Made up of two words- “Ayu” meaning life, and “Veda” meaning knowledge, Ayurveda took birth in the womb of Indian land almost 5,000 years ago. This form of healing finds a place in Hindu religious texts and has continued to spread its roots across the globe through the years. It is considered to be a gift from God which has been passed on to us by saints and holy men.
History of Ayurveda
Originally an oral tradition, Ayurveda is a subsection of Atharvaveda, one of the four Vedas that form the basis of Hinduism. Initially, it was an art learned only by Brahmins, but as time went by, more people discovered it, and the term “Vaidya” was born. Ayurveda was used to cure diseases naturally and understand the importance of a well-balanced mind. It works on the principle that the mind and body are connected, and that the mind is very powerful. People from Rome, Afghanistan, Persia, and many other places came to India to learn this ancient form of medicine. In fact, Avicenna is said to have used Ayurveda as a bade to establish Islamic medicine, while Paracelsus, the father of Western medicine, also took help from Ayurveda. Three energies are central to Ayurveda. They are known as doshas, and it is said that they control one’s body:
This governs all movement and deals with the nervous system. People who predominantly have Vata constitution will have qualities of air and space, which is why these people are quick, thin, and swift. An imbalance in Vata may lead to anxiety and fear. Qualities of Vata are airy, mobility, clarity, lightness.
It combines the qualities of the sun, and takes care of digestion, body temperature, and metabolism. These people are intelligent, sharp-witted, and athletic. When out of balance, they become moody and ill-tempered.
Controlling the balance of bodily fluids, muscles, and growth of cells, Kapha reflects the elements of water and earth. Anything dense in our bodies comes under Kapha. It is concerned with the seven tissues of our body, weight, and lubrication for joints. People with predominant Kapha usually have a calm temperament.
These doshas are said to affect the personality of a person. Most of us have two dominant doshas, which are constituted at the time of conception and remain the same for us throughout our lifespan. Ayurveda aims to maintain harmony between these doshas, which leads to a sound mind and healthy body.
Also Read: Yoga In Indian Culture
Branches Of Ayurveda
Ashtanga Ayurveda is a collection of the eight branches that the sacred art of Ayurveda is divided into. They are:
Considered to be general medicine, or medicine concerning the whole body, this branch of Ayurveda deals with the body’s digestive system and metabolism. It is made up of two words where “kaya” means body, and “chikitsa” means treatment. Diseases that are treated through this arise because of problems in metabolism. Treatment may be internal or external.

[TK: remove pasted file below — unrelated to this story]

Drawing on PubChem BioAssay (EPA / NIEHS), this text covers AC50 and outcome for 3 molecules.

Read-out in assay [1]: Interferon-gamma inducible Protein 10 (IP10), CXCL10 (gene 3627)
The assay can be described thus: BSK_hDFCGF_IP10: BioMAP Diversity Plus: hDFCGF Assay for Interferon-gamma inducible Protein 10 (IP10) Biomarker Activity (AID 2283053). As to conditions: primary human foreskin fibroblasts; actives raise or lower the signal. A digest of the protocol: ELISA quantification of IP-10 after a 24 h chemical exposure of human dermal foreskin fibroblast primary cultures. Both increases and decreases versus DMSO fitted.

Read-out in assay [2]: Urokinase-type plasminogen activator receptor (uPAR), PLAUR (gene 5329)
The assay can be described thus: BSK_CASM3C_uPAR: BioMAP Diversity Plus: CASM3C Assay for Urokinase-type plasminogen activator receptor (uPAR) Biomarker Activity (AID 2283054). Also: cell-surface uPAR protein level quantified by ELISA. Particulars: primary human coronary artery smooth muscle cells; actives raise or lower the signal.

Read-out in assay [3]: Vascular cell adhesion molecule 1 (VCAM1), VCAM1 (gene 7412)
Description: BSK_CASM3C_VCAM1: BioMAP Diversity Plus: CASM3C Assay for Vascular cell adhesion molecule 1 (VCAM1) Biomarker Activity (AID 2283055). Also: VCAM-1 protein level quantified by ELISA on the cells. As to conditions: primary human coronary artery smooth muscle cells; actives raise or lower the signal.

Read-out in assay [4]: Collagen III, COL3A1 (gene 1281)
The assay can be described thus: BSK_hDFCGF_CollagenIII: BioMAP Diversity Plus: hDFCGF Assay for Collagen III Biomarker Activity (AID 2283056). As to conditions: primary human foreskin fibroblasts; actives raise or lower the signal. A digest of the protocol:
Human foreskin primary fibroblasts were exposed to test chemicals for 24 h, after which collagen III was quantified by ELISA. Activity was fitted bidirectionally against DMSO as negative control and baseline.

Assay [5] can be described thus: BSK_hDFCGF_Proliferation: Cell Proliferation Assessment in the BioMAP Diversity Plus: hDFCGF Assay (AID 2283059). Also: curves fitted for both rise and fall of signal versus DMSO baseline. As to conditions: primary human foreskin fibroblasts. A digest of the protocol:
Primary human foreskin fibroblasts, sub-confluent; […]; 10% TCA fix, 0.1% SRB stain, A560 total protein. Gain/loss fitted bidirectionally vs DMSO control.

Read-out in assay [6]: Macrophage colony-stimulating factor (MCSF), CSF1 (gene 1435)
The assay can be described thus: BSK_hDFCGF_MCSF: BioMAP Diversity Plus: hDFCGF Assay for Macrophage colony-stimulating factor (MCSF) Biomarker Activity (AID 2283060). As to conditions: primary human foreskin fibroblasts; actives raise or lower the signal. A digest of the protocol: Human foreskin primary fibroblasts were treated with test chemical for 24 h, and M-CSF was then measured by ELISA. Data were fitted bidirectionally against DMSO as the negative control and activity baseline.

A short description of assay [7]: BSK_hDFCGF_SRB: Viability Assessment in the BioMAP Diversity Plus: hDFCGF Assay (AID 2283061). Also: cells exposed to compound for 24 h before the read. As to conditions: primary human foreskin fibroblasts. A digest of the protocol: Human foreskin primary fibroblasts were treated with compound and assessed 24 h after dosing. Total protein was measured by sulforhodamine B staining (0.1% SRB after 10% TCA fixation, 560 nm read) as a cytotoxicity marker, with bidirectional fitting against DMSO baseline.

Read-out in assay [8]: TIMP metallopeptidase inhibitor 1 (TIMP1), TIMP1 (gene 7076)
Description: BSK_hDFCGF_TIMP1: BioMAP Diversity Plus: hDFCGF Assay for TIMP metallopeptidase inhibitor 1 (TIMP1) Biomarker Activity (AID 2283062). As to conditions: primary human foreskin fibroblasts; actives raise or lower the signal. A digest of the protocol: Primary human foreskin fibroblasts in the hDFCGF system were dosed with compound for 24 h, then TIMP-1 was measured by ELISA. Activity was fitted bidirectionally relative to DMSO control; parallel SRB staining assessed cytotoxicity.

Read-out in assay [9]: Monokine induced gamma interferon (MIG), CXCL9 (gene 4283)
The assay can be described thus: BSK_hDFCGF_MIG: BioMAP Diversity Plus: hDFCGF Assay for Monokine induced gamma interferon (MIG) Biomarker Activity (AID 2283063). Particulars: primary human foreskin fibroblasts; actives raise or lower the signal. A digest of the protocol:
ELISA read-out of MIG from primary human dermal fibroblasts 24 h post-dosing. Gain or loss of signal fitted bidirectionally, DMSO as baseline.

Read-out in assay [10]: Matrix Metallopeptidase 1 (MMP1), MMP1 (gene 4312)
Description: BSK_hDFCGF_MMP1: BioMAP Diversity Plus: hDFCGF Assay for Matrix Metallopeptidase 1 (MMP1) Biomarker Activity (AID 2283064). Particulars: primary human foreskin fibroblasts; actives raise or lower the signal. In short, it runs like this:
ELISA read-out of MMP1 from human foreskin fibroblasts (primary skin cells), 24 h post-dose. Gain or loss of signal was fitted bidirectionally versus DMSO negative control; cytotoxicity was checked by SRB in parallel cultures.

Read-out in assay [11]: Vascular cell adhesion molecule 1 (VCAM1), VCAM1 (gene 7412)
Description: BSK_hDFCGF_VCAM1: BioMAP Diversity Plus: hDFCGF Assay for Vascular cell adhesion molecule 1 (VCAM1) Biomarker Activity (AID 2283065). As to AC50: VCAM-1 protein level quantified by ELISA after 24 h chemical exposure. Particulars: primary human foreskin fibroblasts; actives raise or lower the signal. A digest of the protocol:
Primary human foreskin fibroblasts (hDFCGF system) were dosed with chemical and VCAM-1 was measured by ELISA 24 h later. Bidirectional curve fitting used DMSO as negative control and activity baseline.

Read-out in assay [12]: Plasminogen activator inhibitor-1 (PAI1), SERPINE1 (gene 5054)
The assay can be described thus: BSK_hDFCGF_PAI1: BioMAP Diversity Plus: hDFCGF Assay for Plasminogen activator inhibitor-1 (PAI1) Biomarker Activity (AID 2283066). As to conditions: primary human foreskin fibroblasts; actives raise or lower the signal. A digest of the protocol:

2. Graha Chikitsa
Also known as “bhoot vidya,” this branch mainly relates to psychological disorders- psychosis, mania, etc. It is named so because ancient people believed that ghosts and spirits affected their lives. Some treatments that are recommended under Graha Chikitsa are the use of herbs, yoga, deep breathing, repetition of special mantras, etc.
3. Baala Chikitsa
Dealing with the treatment of diseases in children, this is also called Kaumara Bhritya. When compared with modern medical science, it can be understood as Paediatrics and Obstetrics. It also deals with prenatal and postnatal care and believes that care at the developmental age can help an individual life long. This is practiced keeping in mind that all symptoms may not be explainable by the child.
4. Urdhyaanga Chikitsa
Concerns the diseases in the upper part of the body- eyes, neck, mouth, nose, ears. As per modern medical science, it refers to Otorhinolaryngology and Ophthalmology. It also called Shalakya Tantra because here, the physicians use specialized equipment called Shalakya.
5. Shalyarog Chikitsa
This is for surgical procedures. Many procedures like cataract surgery, kidney stones, etc. are performed under this, and it makes use of equipment like scalpel, scissors, and many other things. (yantras and shastras). This was of great importance during times of war when injuries were made because of arrows, swords, or any other foreign thing. Sushruta is known as the ‘Father of Plastic Surgery’ and was a practitioner of this branch of Ayurveda.
6. Jara Chikitsa
Focusing on the care of the elderly, it makes use of many natural oils and lotions to retain the vitality of skin, remove wrinkles, enhance memory, and improve physical strength. Alternatively known as Rasayana, it helps to lead a long and healthy life.
7. Agad Tantra
It deals with tackling problems that occur because of toxins or poisons. Diseases caused by these can be contracted from a poisonous bite of an animal, insect, or reaction from a metal.
8. Vajikarana (Vrishya Chikitsa)
Vaji means Horse, and this branch of Ayurveda aims at providing strength similar to that of a horse, It talks about sexual health and satisfaction and the problems related to infertility. It gives power and endurance to bring up future generations. It also helps to increase sexual pleasure, performance, and potency.
Ayurveda is considered as one of the oldest medical practices in the world and was way ahead of its time. Like every other time, India continues to amaze us with its vast treasure of knowledge!